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Honolulu City Council Chair Ernie Martin stood at a podium in Honolulu Hale’s council chambers on Friday, draped in leis and easily cracked jokes as he addressed a sea of state and city dignitaries who had gathered for the council’s annual inauguration ceremony.
His fellow council members had just unanimously voted to reinstate him as council chair, indicating that the current power structure within the council will remain largely intact this year.
It’s also a sign that tensions between the council and Mayor Kirk Caldwell will likely continue.
Martin has made no secret of his aspirations to be mayor and political insiders say he’s worked to undermine Caldwell’s political agenda — something Martin denies — as he positions himself to challenge Caldwell in the 2016 mayoral race.
Martin’s reappointment as chair allows him to exercise power over other council members. He presides over council meetings and has the ability to appoint or strip members of committee assignments at any time.
Last week, he indicated that he will be keeping Ann Kobayashi, who has also clashed with the Caldwell administration, as chair of the powerful Budget Committee.
Ikaika Anderson, who was reappointed vice chair of the council, will remain as chair of the Zoning and Planning Committee, also a high profile committee that wields power over development, including the master-planned community of Hoopili and transit-oriented development. Anderson also indicated last week that he will be taking up the controversial topic of illegal vacation rentals in his committee this year.
With the council’s leadership remaining intact, two incoming council members promise to add youth to the council, but likely won’t shift the balance of power.
Councilman Brandon Elefante, 28, has replaced Breene Harimoto, who was elected to the Hawaii Senate in November. In a leadership shakeup in 2011, Harimoto was ousted as the council’s vice chair by Martin and Anderson.
Harimoto was often an outspoken member of the council, exhibiting an independent streak as he clashed with the council on a range of policy matters, including bills related to the homeless, and more recently Sunshine Law issues.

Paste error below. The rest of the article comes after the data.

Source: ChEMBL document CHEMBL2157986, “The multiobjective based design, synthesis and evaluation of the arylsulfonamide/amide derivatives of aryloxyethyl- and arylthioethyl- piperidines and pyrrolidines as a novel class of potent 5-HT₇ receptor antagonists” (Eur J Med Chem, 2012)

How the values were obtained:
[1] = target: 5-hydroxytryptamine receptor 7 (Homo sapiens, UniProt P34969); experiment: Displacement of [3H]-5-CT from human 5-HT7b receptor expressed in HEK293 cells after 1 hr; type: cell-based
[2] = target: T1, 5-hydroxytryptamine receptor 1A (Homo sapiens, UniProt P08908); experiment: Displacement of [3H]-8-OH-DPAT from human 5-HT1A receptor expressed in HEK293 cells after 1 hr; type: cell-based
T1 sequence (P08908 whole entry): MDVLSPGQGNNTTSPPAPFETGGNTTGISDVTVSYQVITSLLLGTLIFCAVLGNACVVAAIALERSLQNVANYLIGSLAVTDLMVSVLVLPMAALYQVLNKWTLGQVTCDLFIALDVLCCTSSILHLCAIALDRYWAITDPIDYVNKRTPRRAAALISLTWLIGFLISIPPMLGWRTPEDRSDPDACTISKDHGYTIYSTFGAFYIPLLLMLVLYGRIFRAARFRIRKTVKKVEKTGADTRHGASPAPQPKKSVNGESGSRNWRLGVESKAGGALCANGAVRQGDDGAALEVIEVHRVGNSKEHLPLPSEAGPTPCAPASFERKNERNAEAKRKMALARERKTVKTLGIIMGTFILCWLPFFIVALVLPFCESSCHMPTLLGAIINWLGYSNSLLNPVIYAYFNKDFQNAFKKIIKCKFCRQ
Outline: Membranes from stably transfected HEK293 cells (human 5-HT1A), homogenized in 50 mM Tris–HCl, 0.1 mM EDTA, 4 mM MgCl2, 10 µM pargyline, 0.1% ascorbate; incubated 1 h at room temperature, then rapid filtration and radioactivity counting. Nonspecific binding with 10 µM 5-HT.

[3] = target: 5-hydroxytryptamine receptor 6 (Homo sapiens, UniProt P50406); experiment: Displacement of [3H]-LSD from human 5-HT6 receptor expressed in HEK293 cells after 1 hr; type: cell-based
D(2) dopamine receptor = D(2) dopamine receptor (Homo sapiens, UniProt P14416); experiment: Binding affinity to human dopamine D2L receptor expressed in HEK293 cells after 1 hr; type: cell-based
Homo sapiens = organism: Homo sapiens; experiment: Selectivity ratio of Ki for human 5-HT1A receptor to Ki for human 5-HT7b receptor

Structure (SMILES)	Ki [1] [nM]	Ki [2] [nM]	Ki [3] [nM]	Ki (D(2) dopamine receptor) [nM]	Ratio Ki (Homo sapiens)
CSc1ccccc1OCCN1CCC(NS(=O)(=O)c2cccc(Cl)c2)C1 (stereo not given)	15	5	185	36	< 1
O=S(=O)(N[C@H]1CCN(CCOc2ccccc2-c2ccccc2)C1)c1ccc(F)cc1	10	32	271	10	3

Elefante, who worked as Harimoto’s aide, seems to have retained some of this spirit — taking up the campaign against bills aimed at banning homeless from sitting and sleeping on public sidewalks, arguing that they lack compassion.
Elefante will chair the Business, Economic Development and Tourism Committee.
Elefante told Civil Beat that he hopes to bring the perspective of the millennial generation to the council, including a focus on alternative modes of transportation and using technology to make business before the council more accessible and transparent.
While he disagreed with the Caldwell administration on homeless policies, he said that he liked a lot of the mayor’s proposals.
Trevor Ozawa, 31, takes his seat at the council after a hard fought campaign against Tommy Waters, who unsuccessfully challenged November’s election results.
Ozawa seems to have ingratiated himself with council leadership — both Martin and Kobayashi attended his election day party. By contrast, Waters had the support of Caldwell.
Martin has tapped Ozawa to chair the Executive Matters and Legal Affairs Committee, replacing Councilman Ron Menor, who has been transferred to the Public Health, Safety and Welfare Committee.
Ozawa declined to speak about any specific initiatives that he would be pushing for in the council this year, but reiterated his campaign focus of making Oahu a more affordable place for local families.
“I’m trying to raise a family here in Honolulu,” he said. “I’m real in touch with what is going on with the general public. I can feel their frustration and I want to do something about it.”
Ozawa dismissed tensions between the council and the Caldwell administration and said he looked forward to working with both.
On Friday, as Martin delivered the council’s inaugural speech, he at times sounded more like he was giving a political stump speech, a sign that the the politics of the 2016 mayoral race will likely continue to play out in the business of the council.
Caldwell boasted last week that for the second year in a row, the administration had met its annual goal of repaving at least 300 lane miles of dilapidated roads.
But Martin pointed out that the council had appropriated an “unprecedented” $297 million for road repaving between 2011 and 2013.
“Today we can see improvements occurring all around the island,” he said, with no mention of Caldwell’s efforts.
He also championed the council’s role in preserving undeveloped land around Turtle Bay and appropriating nearly $50 million in last year’s budget for housing the homeless. Some $32 million of the funding came from a proposal by Martin after the council slashed Caldwell’s own proposed homeless funding.
Martin also touched on what is likely to be one of the most high profile issues before the council this year — the Honolulu rail project. New cost projections put the project at about $6 billion.
Caldwell has maintained that the council doesn’t have authority over HART’s budget, a notion that Kobayashi and other council members disagree with.
Martin, a rail supporter, stressed that the council would be keeping close watch over HART’s budget and working to resolve funding challenges.
“We will exercise full authority and provide the leadership necessary to resolve these issues,” he said.